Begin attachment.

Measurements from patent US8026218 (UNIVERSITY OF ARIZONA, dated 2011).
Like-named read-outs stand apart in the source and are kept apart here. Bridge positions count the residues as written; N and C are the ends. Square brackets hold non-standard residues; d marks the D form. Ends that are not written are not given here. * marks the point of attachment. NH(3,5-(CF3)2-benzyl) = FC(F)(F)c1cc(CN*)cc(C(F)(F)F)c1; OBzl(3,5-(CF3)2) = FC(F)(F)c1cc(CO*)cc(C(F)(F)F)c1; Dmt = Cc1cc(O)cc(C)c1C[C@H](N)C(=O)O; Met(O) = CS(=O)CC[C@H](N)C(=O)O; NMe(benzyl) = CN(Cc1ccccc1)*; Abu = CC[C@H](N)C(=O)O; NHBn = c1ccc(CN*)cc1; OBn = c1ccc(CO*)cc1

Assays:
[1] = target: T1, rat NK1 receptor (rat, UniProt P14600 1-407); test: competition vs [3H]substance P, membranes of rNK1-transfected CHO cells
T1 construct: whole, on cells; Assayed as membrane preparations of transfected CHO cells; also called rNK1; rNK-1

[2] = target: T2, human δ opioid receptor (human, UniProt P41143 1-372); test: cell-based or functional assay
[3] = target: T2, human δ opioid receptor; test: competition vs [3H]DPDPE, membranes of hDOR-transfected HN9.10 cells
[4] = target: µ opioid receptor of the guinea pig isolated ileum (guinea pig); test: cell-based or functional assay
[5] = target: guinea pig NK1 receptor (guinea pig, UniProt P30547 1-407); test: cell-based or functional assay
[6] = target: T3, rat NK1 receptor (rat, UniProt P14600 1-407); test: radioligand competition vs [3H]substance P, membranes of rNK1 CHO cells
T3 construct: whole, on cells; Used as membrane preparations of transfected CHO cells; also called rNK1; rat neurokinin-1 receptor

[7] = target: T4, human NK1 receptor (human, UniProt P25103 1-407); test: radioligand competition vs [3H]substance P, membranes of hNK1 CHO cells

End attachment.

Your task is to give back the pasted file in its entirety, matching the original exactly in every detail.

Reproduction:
Measurements from patent US8026218 (UNIVERSITY OF ARIZONA, dated 2011).
Like-named read-outs stand apart in the source and are kept apart here. Bridge positions count the residues as written; N and C are the ends. Square brackets hold non-standard residues; d marks the D form. Ends that are not written are not given here. * marks the point of attachment. NH(3,5-(CF3)2-benzyl) = FC(F)(F)c1cc(CN*)cc(C(F)(F)F)c1; OBzl(3,5-(CF3)2) = FC(F)(F)c1cc(CO*)cc(C(F)(F)F)c1; Dmt = Cc1cc(O)cc(C)c1C[C@H](N)C(=O)O; Met(O) = CS(=O)CC[C@H](N)C(=O)O; NMe(benzyl) = CN(Cc1ccccc1)*; Abu = CC[C@H](N)C(=O)O; NHBn = c1ccc(CN*)cc1; OBn = c1ccc(CO*)cc1

Assays:
[1] = target: T1, rat NK1 receptor (rat, UniProt P14600 1-407); test: competition vs [3H]substance P, membranes of rNK1-transfected CHO cells
T1 construct: whole, on cells; Assayed as membrane preparations of transfected CHO cells; also called rNK1; rNK-1

[2] = target: T2, human δ opioid receptor (human, UniProt P41143 1-372); test: cell-based or functional assay
[3] = target: T2, human δ opioid receptor; test: competition vs [3H]DPDPE, membranes of hDOR-transfected HN9.10 cells
[4] = target: µ opioid receptor of the guinea pig isolated ileum (guinea pig); test: cell-based or functional assay
[5] = target: guinea pig NK1 receptor (guinea pig, UniProt P30547 1-407); test: cell-based or functional assay
[6] = target: T3, rat NK1 receptor (rat, UniProt P14600 1-407); test: radioligand competition vs [3H]substance P, membranes of rNK1 CHO cells
T3 construct: whole, on cells; Used as membrane preparations of transfected CHO cells; also called rNK1; rat neurokinin-1 receptor

[7] = target: T4, human NK1 receptor (human, UniProt P25103 1-407); test: radioligand competition vs [3H]substance P, membranes of hNK1 CHO cells